I had previously heard that Oxford Diecast too had this problem but had never seen direct evidence that this was the case. However, a recent post on the Oxford Diecast Collectors Group on Facebook by Jane Jones shows a destructive case of intergranular corrosion as you can see from her pictures below.

Jane posted: ‘I made a worrying discovery today. I noticed that the rear of this GPO telephones Morris 1000 was bowed, and comparing it to other Morris 1000 vans, it as almost a mm longer. Closer examination showed that the offside was bowing out and beginning to crack . No other model that I have examined seems to have the same issue. Hopefully its an isolated case??‘.

Janes’ photograph is shown below with my added arrows highlighting the extensive areas of distortion.

Jane added: ‘Lookout for the rear distorting. That indicates that the body has elongated because the zinc rot causes microscopic cracks‘.

Sadly Janes’ second photograph shows the inevitable result when the corrosion is as bad as that shown above. Again my arrows have been added to highlight where the ‘bowing’ sections have broken away from the van.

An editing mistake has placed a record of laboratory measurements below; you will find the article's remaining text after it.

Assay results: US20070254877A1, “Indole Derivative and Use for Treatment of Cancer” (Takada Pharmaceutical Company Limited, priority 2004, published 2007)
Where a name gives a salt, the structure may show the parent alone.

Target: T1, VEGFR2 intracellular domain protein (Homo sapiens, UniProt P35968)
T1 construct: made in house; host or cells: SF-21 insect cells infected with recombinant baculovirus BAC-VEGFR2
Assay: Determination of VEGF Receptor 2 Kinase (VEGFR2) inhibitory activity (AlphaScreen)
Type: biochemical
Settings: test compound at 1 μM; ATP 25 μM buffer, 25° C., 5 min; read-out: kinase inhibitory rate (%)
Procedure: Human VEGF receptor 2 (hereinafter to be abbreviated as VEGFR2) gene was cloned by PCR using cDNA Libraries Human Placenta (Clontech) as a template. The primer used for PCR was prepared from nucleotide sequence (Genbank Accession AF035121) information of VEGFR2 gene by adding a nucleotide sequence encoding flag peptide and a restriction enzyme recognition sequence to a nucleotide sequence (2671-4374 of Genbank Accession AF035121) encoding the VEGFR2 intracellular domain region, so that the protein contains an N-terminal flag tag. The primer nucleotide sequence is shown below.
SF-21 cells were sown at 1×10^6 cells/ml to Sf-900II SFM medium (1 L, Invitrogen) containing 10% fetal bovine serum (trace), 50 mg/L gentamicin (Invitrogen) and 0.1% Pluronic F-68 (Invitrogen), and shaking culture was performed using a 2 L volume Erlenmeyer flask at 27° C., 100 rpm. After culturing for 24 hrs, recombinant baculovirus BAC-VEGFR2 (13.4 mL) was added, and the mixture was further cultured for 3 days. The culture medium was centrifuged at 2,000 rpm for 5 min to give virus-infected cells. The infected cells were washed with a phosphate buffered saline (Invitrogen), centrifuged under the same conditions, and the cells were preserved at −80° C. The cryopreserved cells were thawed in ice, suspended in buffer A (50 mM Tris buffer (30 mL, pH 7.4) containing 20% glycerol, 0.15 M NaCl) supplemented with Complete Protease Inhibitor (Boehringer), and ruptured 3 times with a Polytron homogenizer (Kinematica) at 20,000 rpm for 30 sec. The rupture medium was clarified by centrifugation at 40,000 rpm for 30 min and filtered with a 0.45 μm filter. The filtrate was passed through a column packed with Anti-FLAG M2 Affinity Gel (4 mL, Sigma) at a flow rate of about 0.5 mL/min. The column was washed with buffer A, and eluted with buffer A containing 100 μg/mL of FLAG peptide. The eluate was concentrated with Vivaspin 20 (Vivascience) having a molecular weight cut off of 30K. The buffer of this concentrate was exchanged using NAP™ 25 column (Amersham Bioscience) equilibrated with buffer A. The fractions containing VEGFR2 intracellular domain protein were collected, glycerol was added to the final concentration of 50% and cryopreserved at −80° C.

So if you have this Oxford Diecast van it may well be worth checking it. I suspect that this is not an extensive problem for Oxford Diecast collectors or the internet would be full of many more comments. It is a great shame though for those who find their models like this as it inevitably takes several years to come to light and by then the manufacturer is in no position to replace clearly faulty goods.


We welcome your comments and questions.   Please go to our Model Auto Review Facebook page,  or email us at maronlineeditor at gmail.com.

Editorial February 2019

I am writing this editorial as the Nuremberg Toy Fair opens. Though this is undoubtedly a huge event, it is no longer the centre of the model vehicle world. There will undoubtedly be a great number of the industrial manufacturers like Schuco, Norev, Sieper, Hornby, and Oxford Diecast present, as well as Greenlight from the USA, and a multitude of far eastern players such as PCT Industries, Universal Hobbies and others. Few smaller producers will attend, however, as their world is internet-driven and it is not dependent upon meeting wholesalers or retailers at a trade fair. The partwork producers will also be absent, as they have a totally different distribution model, and though Atlas has been closed by DeAgostini they are still a major player in the market place. They will continue to make very limited announcements about what any future series will include. Even the industrial producers no longer reveal all of their their next year’s models at the show, because they also publicise releases on the Internet well in advance, though they may provide a glimpse of what is to come in the form of pre-production models. As I write, Corgi has revealed samples of its new military ranges, for example.